Climate Bill’s Success Hinges on Timely Renewable-Projects Build-Out

Source: By Katherine Blunt and Phred Dvorak, Wall Street Journal • Posted: Sunday, August 14, 2022

Wind and solar capacity is expected to expand quickly wherever feasible; missing is a direct accounting of potential obstacles

The climate legislation includes tax credits making wind and other technologies much less expensive to deploy. PHOTO: TIM GRUBER FOR THE WALL STREET JOURNAL

The landmark climate bill passed by Congress on Friday aims to reduce carbon emissions with subsidies for speeding the build-out of renewable-energy projects. Success in meeting its emissions goals will depend on how quickly that build-out happens.

Despite the new financial support for renewable technologies, the industry faces supply-chain snarls, logjams in securing project approvals and challenges in constructing new high-voltage power lines and large-scale batteries to support an unprecedented build-out of wind and solar farms.

“It is a very significant piece of legislation; there’s no two ways about it,” said David Stubbs, global head of thematic strategy for J.P. Morgan Private Bank. “At the same time, there are major constraints on the rollout of electrification and the greening of America’s electricity grid.”

The build-out of solar farms supported by climate legislation faces significant challenges. Photo: Tim Gruber for The Wall Street Journal

The bill, dubbed the Inflation Reduction Act by its authors, proposes $369 billion over the next decade in energy and climate spending, including tax credits expected to make it much less expensive to deploy wind and solar farms, as well as other technologies such as electric vehicles, energy storage, clean-hydrogen production and carbon capture. In a bill summary, Senate Democrats said the legislation aims to reduce carbon emissions by roughly 40% by 2030 compared with 2005 levels. Top energy modelers in the U.S. have arrived at similar estimates.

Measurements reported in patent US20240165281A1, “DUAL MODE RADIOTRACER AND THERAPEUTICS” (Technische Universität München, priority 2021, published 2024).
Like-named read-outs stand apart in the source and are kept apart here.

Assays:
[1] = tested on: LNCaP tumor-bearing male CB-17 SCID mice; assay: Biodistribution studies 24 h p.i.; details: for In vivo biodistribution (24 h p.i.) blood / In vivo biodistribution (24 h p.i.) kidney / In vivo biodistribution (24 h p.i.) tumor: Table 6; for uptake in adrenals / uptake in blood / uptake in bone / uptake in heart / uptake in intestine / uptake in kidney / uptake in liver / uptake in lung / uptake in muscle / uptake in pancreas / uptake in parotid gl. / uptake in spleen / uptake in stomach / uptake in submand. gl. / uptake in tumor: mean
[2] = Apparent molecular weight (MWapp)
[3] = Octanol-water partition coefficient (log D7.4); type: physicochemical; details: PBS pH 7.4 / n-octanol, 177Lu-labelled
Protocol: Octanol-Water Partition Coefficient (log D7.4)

There is one big caveat. Many emissions-reduction models assume that wind and solar capacity will expand quickly wherever it makes economic sense, without directly accounting for a number of potential obstacles. In one scenario modeled by Rhodium Group, power-sector emissions reductions account for as much as three-quarters of the bill’s emissions impact.

Three research groups—Rhodium; Energy Innovation; and the Repeat project led by Princeton University’s Zero Lab—estimate preliminarily a 32% to 42% reduction in emissions by 2030, as much as 17 percentage points greater than if the bill hadn’t passed. President Biden has pledged to cut greenhouse-gas emissions by 50% to 52%.

The Princeton-led model is forecasting that large-scale solar capacity alone could increase by around 500 gigawatts between now and 2030, implying average annual growth at a pace roughly six times faster than that of 2020, said Jesse Jenkins, a Princeton assistant professor and energy-systems specialist who leads the Zero Lab.

“Whether or not we can actually permit and build projects at that pace is the big unknown,” Mr. Jenkins said.

Investors agree that the bill’s provisions will go a long way toward making a range of clean-energy projects substantially less expensive to build and provide greater certainty in the availability of incentives. The bill extends certain tax credits for the next 10 years and expands them to cover as much as 50% of some project costs.

“It’s going to make a lot more projects, and larger projects, viable in a lot more places,” said Tyler Reeder, managing partner at ECP, a private-equity fund that invests in clean energy, addressing the effect on the battery-storage projects that ECP funds.